In the closing keynote of the DLD Conference in Germany, soon to be former Google CEO Eric Schmidt took the stage, notably less than a week after passing on the reins of the company to Google co-founder Larry Page.
These are my live notes from the keynote:
Thank you for inviting me. I wanted to take a moment to praise mr. Burda for what you have accomplished in general, and with this event. I don’t know of a more better-done invitation-only event on the globe, so my congratulations to you.
I hope you do this for many years to come.
I have a lot of things I wanted to talk about. Important announcement for starters: we had a good year and very strong last quarter.
Our businesses are doing very well around the globe, and as a result I’m happy to announce we’ll be adding 1,000 new employees in Europe and make some significant investments.
Hundreds of these people will be located right here in our technology center in Munich.Update: A Google spokesperson clarified that these thousand new hires will be spread across Europe but that Google does not know what the country breakdown will be at this time.
So, I think my next decade at Google will be even more interesting than the first. Technology will finally start doing what we want, instead of us telling technology what we want it to do.
(He’s giving some examples of innovation in computing)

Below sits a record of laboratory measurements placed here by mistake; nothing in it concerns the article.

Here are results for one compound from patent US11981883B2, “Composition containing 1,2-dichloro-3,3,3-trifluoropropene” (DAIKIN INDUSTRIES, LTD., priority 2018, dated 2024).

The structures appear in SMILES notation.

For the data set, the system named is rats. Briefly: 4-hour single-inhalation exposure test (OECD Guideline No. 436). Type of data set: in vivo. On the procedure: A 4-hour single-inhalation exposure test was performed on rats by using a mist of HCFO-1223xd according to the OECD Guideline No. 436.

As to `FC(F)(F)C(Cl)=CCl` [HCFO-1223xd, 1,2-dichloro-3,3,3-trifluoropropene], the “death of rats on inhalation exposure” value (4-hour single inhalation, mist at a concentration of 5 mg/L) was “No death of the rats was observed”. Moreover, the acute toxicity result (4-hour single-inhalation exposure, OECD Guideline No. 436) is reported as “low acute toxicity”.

Three things I want to highlight. In the area of mobile, the smartphone is the device of our time. In all forms, so including tablets, there are examples abound. If you have a child, you’ll notice they’ll have two states: asleep or online.
In two years, smartphone sales will surpass PC sales, and the growth factor is increasing. Mobile is growing 8 times faster than the equivalent of the PC at its time. We see it in our data at Google, and I’m sure you can see it too.
The majority of people will soon go online from their phones more than from their computers. Landlines will disappear.
If you think you like your mobile phone, image if you’ve never had any computing device and a solid smartphone is your first. That’s transformative, a mobile revolution.
That’s where my ‘mobile first’ motto comes from.
Another trend I want to highlight: I would argue that devices that are not connected to the Internet are no longer interesting. Take every single device you know that has a CPU, and start thinking what will happen if it can connect to your WiFi network.
The networks, by the way, are seeing their own evolution – look at LTE networks that are forthcoming. It’s an order of magnitude of improvement, and it will be global, even amazingly in the United States.
Interestingly, Germany is the leader in LTE deployment in Europe. One of the interesting estimates is that there are about 35 billion devices connected to the Internet. Soon, there will be so many that we’ll stop counting. We need to give credit to the backend part of the equation.
Typical example: we have this voice translation feature, real-time translation from one language to another using nothing but voice. It’s magic, but at the same time it isn’t, so we look at ‘how did this happen’?
In the backend of that service, there are thousands of servers, which by the way you don’t have to pay for. We need to talk about that at some point.
But to me, this changes the game. How many wars have started because of miscommunication? Now we can try and solve that.
You can do other things with your phone, but we must always remember that there’s a lot of infrastructure and things going on in the background.